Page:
Former department chief has earned €500k from BoI

The man who was secretary general of the Department of Finance at the height of the boom has since earned almost €500,000 from an institution saved by the controversial bank guarantee.

Former department chief has earned €500k from BoI

Tom Considine, who held the role between 2002 and 2006, revealed the figure and the fact he is also in receipt of a €118,000 pension at a bank inquiry grilling yesterday.

Speaking during the cross-party group’s latest meetings on how the economic crash failed to be stopped, the senior Celtic Tiger era official confirmed he has received almost €500,000 since being appointed as a public interest Bank of Ireland director in 2009.

The former secretary general told Fine Gael TD John Paul Phelan he was initially reluctant to take up the role when asked by his department replacement David Doyle in late 2008, before then-finance minister Brian Lenihan took the phone and specifically asked Mr Considine to accept the offer.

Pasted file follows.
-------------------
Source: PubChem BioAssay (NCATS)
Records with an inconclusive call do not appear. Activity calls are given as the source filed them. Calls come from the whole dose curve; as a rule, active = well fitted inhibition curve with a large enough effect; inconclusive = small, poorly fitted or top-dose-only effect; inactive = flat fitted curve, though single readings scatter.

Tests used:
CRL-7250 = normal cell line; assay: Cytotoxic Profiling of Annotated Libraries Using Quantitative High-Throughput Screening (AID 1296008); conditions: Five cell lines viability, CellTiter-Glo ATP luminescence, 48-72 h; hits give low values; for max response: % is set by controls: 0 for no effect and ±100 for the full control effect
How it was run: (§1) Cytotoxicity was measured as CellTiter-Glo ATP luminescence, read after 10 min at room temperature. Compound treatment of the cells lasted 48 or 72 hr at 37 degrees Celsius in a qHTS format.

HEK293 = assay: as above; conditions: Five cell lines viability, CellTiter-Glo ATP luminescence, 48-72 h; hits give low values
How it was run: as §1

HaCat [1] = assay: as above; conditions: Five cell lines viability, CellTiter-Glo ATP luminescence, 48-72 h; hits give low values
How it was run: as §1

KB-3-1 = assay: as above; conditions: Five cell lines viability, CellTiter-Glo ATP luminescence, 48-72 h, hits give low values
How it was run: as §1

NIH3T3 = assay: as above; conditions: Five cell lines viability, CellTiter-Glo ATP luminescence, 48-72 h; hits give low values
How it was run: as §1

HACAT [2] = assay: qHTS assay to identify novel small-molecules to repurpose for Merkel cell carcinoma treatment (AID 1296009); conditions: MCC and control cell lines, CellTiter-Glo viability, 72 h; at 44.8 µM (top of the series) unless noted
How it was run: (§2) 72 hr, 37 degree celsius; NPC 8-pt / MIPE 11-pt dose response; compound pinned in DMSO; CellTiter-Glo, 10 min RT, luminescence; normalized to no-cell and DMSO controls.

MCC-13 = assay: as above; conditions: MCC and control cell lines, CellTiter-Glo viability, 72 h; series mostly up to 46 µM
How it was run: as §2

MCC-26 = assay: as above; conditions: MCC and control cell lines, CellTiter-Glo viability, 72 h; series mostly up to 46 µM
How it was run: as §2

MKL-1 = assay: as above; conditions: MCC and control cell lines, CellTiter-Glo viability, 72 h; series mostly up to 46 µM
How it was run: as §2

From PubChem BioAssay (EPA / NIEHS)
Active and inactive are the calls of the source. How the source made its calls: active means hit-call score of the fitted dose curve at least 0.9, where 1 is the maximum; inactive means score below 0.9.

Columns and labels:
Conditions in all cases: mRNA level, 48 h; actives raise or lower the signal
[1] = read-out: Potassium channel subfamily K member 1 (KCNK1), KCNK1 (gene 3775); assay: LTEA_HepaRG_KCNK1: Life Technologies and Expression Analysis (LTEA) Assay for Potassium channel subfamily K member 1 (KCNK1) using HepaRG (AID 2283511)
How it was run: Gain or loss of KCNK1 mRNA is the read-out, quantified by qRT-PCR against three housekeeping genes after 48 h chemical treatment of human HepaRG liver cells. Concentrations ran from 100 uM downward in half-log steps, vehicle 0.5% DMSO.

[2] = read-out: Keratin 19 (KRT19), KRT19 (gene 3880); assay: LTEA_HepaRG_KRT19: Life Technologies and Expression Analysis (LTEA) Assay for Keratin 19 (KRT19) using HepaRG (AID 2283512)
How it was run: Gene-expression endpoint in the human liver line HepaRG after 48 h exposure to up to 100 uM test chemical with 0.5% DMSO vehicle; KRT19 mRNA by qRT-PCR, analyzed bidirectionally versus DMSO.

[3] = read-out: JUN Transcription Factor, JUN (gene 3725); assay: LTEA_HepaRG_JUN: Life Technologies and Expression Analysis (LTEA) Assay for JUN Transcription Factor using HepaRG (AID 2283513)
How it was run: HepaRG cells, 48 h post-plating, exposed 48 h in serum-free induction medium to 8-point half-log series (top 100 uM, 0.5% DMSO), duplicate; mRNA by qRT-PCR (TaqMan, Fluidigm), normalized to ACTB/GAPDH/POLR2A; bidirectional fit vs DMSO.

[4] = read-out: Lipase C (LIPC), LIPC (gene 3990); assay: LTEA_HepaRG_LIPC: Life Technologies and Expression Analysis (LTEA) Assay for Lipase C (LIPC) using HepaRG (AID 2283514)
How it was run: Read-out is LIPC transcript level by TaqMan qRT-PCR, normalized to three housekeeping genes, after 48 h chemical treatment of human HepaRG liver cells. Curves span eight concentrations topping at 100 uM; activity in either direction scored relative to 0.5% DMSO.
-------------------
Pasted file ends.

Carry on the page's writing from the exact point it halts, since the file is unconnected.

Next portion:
Between 2009 and 2014, the public interest position has seen Mr Considine earn almost €500,000 from Bank of Ireland, including a base €63,000 annual salary and additional fees from chairing groups which saw his income rise to €79,000 in 2009, €90,000 in 2010, €96,000 in 2011 and €98,000 last year.

When asked by Labour senator Susan O Keeffe if he “considered” rejecting the money as he is already in receipt of a €118,000 a year pension, or if Mr Lenihan had asked him to “waive” the payment in light of the wider circumstances, Mr Considine – who also joined Davy Stockbrokers as a non-executive director in 2007 – said “no”.

The financial revelations came as Mr Considine admitted the “soft landing” idea emerged during his time as Department of Finance secretary general, that internal department concerns of a deeper crash were ignored and that the then government’s tax policies “got it wrong” and contributed to the crash.

The senior official told Socialist TD Joe Higgins that during his tenure the widely held view was “there were sufficient buffers to cater for a likely shock”, but in reality the country needed “twice as much as we had”.

Mr Considine said there were concerns within the Department of Finance which contradicted the wider view, but said they were ignored as “if you start in year three warning there’s going to be a disaster by year eight you will have lost credibility”.

He also accepted the government’s 2002-2006 tax policies “weren’t successful” as they contributed to an overheating economy, but added: “Advisors are there to advise; politicians are there to make the decisions.”

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